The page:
We were given notice that our article was being discussed in this forum; we hope you don’t mind us joining the fray! It is, of course, all authors’ hope that their work will be read and discussed in the marketplace of ideas, and we are grateful to Peter Head for bringing our article to the attention of this group. It is not clear to us, however, that any of the other commentators have actually read the piece, and this is lamentable given the fact that the essay is relatively accessible for NTS subscribers here.
Furthermore, we think Dr Head has given a truncated and weakened version of our argument; this in and of itself is not unusual. In fact, it’s the way most of us score academic points, but such a truncated summary leads naturally, if not inevitably, to the judgment (by someone else) that what we have produced is “piffle” (we don’t know whether or not to be offended by this; we hear a LOT of words in Texas don’t understand, but piffle is not one of them!). As we understand it, Dr Head’s objections to the argument consist in
- not accepting an early date for the four-fold collection of the gospels;
- finding it implausible that a scribe would be ‘numerically motivated’ to add a seventh saying to the collected cross sayings.
Tatian’s Diatessaron is our earliest extant witness (c. 170) to the words of Jesus from the cross collected together in a single narrative, and it also attests to the secondary nature of Luke 23.34a. Tatian’s order of sayings reads: (1) Luke 23.43, (2) John 19.26-27, (3) Mark 15.34/Matt 27.46, (4) John 19.28, (5) John 19.30a, (6) Luke 23.34a, and (7) Luke 23.46a. What is notable about Tatian’s order (at least according to the Arabic witness) is that the sayings from John and the two undisputed sayings in Luke maintain their original canonical narrative order. Only Luke 23.34a is out of place:
23.43 (1) 19.26-27 (2)
23.34a (6) 19.28 (4)
23.46a (7) 19.30a (5)
Important witnesses to Diatessaronic readings, the Syriac versions c and s, also attest to the secondary nature of the logion in the Third Gospel. These manuscripts are believed to be from the fourth-fifth century. The texts, however, are thought to go back to the early second and third century. Syrs is thought to be older than syrc—even pre-Tatian. Interestingly, syrs does not contain the logion, ‘Father forgive them’ while, on the other hand, syrc, which is post-Tatian, has the logion (‘Father forgive them’) in its version of Luke. In these two Syriac versions we see the transition from the logion’s absence in the text of Luke in the early second century to its appearance in the text of Luke in the early third century. This is the same time frame suggested below for the logion’s addition to the Third Gospel.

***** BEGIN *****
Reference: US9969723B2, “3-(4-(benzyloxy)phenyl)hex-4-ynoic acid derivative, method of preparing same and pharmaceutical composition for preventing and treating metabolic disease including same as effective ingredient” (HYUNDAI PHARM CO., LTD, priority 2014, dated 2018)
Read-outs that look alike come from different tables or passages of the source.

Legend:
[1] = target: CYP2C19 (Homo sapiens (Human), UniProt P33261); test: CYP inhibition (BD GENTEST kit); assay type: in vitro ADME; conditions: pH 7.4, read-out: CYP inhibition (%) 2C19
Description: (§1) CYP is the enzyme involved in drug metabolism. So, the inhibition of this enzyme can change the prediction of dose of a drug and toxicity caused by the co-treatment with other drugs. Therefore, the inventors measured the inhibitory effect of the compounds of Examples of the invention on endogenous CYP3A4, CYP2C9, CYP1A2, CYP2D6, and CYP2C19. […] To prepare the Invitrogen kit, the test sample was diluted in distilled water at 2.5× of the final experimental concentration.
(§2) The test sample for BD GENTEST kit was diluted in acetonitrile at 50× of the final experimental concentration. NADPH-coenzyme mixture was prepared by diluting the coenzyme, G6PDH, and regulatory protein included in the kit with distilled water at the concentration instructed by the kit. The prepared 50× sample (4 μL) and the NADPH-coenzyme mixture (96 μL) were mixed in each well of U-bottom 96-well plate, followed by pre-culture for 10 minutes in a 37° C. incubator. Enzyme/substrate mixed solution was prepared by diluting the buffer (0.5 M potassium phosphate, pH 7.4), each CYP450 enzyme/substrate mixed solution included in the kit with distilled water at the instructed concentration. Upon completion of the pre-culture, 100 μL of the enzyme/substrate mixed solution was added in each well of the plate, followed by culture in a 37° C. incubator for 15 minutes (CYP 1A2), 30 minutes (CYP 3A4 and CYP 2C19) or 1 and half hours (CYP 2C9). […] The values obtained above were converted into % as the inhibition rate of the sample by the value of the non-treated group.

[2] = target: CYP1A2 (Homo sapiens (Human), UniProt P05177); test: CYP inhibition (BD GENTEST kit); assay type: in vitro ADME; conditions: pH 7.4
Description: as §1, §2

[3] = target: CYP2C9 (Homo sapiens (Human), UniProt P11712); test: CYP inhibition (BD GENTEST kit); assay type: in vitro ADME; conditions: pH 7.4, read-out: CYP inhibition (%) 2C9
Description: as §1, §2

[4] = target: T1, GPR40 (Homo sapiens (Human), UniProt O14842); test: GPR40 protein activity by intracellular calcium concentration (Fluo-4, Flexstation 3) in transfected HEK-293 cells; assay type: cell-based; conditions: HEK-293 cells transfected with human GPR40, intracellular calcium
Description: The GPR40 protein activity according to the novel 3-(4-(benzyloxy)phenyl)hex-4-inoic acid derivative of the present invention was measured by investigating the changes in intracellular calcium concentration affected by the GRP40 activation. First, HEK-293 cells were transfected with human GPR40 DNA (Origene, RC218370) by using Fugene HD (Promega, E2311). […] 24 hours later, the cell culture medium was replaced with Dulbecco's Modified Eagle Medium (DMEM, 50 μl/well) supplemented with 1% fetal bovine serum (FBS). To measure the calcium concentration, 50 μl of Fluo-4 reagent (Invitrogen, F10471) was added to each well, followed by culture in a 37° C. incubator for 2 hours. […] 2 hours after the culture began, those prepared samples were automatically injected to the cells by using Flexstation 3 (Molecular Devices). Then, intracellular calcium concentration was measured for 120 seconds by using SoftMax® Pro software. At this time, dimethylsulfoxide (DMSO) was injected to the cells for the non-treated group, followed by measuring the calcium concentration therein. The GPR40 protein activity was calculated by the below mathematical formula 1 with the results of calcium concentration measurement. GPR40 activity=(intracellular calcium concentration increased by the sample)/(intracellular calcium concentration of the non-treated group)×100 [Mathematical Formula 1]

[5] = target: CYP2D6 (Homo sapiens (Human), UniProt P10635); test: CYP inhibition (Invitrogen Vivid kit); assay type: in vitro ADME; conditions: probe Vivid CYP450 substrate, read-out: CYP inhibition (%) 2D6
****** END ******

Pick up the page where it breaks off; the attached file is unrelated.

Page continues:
Ephraim’s fourth-century commentary on the Diatessaron has some correspondence to the Arabic witness. Chapters 20-21 are an account of the passion narrative and death of Jesus. Ephraim cites all but the Johannine sayings in this account. He cites Luke 23.43 (20.24-25) first, then Mark 15.34/Matt 27.46 (20.30), Luke 23.46a (21.1) and only at the end in corollary discussions does he quote Luke 23.34a (21.3, 8). What is the significance of these observations? These witnesses attest to the fact that early on the logion, ‘Father, forgive them,’ was not fixed in the text of Third Gospel but was a ‘floating tradition.’ Either it was located in various places in the text or omitted altogether. Such floating traditions are sure indicators that the traditions we are dealing with are secondary to the earliest form of the text.
In addition, what do we find concerning the order of sayings in later Diatessaronic witnesses? The Middle-English Pepysian gospel harmony has the following order: (1) Luke 23.34a, (2) John 19.26-27, (3) Luke 23.43, (4) Mark 15.34/Matt 27:46, (5) John 19:28, (6) John 19.30, and (7) Luke 23.46a. In the ninth-century Saxon Heliand, songs 66-67 share an almost identical order minus John 19.30 (unless the end of song 67 is an allusion to this saying). The Persian Diatessaron records the sayings from the cross in the following order: Luke 23.34a, John 19.26-27, John 19.28, John 19.30, Luke 23.43, Mark 15.34/Matt 27.46, Luke 23.46a. Also, the common modern homiletical order of the sayings is (1) Luke 23.34a, (2) Luke 23.43, (3) John 19.26-27, (4) Mark 15.34/Matt 27:46, (5) John 19:28, (6) John 19.30, and (7) Luke 23.46a.